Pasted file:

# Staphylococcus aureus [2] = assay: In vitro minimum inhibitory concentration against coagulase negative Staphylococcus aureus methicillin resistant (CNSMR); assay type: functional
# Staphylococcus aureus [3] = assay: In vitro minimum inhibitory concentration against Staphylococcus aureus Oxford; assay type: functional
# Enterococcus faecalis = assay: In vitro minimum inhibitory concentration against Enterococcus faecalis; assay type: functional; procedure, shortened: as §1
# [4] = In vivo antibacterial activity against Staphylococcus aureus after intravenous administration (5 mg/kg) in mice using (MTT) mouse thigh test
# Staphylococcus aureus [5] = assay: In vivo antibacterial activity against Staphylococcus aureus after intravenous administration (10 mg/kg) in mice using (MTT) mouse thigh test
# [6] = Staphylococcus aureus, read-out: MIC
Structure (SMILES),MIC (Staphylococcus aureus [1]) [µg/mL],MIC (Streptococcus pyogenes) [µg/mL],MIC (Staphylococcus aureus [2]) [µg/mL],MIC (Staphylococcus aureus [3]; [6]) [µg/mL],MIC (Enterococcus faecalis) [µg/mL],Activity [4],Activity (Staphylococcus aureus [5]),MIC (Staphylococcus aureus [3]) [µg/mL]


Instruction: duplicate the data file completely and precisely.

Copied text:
# Staphylococcus aureus [2] = assay: In vitro minimum inhibitory concentration against coagulase negative Staphylococcus aureus methicillin resistant (CNSMR); assay type: functional
# Staphylococcus aureus [3] = assay: In vitro minimum inhibitory concentration against Staphylococcus aureus Oxford; assay type: functional
# Enterococcus faecalis = assay: In vitro minimum inhibitory concentration against Enterococcus faecalis; assay type: functional; procedure, shortened: as §1
# [4] = In vivo antibacterial activity against Staphylococcus aureus after intravenous administration (5 mg/kg) in mice using (MTT) mouse thigh test
# Staphylococcus aureus [5] = assay: In vivo antibacterial activity against Staphylococcus aureus after intravenous administration (10 mg/kg) in mice using (MTT) mouse thigh test
# [6] = Staphylococcus aureus, read-out: MIC
Structure (SMILES),MIC (Staphylococcus aureus [1]) [µg/mL],MIC (Streptococcus pyogenes) [µg/mL],MIC (Staphylococcus aureus [2]) [µg/mL],MIC (Staphylococcus aureus [3]; [6]) [µg/mL],MIC (Enterococcus faecalis) [µg/mL],Activity [4],Activity (Staphylococcus aureus [5]),MIC (Staphylococcus aureus [3]) [µg/mL]